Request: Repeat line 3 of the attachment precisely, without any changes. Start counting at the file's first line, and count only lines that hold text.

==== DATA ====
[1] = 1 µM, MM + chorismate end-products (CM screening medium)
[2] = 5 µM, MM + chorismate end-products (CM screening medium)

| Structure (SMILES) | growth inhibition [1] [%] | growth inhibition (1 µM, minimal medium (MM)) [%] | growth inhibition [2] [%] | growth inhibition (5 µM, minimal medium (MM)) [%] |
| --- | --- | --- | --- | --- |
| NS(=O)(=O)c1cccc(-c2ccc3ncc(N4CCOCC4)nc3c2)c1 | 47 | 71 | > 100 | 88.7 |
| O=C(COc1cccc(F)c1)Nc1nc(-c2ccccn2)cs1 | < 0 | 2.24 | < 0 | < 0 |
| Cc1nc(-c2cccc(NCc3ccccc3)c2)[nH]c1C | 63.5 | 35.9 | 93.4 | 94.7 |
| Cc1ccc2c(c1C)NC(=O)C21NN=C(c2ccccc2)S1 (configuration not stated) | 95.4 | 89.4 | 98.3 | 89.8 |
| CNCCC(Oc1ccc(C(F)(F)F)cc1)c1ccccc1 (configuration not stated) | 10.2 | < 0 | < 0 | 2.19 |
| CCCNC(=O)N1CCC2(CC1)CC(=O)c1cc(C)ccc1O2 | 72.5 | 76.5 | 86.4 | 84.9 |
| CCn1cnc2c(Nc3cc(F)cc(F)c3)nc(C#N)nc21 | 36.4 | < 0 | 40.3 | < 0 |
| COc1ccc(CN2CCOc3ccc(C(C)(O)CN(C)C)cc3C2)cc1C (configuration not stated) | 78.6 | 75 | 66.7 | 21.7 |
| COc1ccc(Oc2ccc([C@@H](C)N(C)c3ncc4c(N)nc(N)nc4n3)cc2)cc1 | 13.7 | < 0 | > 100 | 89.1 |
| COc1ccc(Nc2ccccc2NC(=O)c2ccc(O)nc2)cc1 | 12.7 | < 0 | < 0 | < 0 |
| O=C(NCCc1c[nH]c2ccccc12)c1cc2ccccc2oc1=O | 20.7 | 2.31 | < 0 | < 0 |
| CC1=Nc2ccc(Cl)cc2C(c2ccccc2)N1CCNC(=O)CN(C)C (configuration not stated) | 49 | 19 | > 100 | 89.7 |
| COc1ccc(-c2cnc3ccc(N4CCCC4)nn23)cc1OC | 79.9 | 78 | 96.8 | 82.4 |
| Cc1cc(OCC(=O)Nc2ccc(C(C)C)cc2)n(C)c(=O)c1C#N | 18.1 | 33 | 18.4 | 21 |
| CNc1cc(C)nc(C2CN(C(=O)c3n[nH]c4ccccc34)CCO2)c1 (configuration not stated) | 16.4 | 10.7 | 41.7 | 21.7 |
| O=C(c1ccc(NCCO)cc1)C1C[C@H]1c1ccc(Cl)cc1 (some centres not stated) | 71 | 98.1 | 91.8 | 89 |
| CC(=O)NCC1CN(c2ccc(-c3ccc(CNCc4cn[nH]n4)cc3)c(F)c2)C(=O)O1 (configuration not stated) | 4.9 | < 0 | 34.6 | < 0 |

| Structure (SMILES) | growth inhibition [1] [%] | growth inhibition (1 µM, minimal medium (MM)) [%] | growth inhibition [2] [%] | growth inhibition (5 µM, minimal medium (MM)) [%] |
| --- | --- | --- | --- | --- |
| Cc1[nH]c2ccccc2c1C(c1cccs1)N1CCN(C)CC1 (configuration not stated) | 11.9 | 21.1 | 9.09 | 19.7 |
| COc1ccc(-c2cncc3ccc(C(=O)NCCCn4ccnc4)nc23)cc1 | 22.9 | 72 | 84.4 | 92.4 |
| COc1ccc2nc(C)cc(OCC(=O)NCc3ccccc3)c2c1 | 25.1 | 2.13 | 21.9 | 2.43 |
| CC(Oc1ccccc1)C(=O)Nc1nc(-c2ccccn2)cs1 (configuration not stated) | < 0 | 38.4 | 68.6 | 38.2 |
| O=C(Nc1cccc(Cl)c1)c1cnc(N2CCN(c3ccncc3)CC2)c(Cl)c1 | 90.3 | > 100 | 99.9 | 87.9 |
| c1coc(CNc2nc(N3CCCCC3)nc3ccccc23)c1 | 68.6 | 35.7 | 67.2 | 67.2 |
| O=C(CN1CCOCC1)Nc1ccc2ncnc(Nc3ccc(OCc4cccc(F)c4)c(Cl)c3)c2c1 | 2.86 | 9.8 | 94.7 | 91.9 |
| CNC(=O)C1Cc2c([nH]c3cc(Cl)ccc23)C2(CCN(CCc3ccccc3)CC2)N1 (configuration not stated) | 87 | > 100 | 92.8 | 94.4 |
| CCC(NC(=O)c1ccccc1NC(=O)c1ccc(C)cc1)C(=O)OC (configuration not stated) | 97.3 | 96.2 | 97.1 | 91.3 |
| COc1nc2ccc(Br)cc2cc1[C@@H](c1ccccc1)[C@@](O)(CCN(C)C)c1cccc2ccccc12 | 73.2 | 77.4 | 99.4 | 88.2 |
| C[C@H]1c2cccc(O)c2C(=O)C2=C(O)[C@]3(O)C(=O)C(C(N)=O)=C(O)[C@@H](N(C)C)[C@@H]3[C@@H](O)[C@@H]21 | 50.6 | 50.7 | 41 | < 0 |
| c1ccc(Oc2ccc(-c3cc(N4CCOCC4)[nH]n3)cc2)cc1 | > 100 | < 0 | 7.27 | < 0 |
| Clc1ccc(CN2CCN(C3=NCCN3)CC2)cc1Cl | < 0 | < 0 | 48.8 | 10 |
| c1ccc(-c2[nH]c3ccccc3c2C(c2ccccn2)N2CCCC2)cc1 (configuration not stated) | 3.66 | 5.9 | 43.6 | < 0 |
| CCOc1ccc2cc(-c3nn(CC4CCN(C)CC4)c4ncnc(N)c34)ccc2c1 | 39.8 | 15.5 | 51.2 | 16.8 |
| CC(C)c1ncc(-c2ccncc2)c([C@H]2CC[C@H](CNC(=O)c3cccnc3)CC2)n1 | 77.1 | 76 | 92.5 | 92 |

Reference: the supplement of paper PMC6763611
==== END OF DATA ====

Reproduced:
| Structure (SMILES) | growth inhibition [1] [%] | growth inhibition (1 µM, minimal medium (MM)) [%] | growth inhibition [2] [%] | growth inhibition (5 µM, minimal medium (MM)) [%] |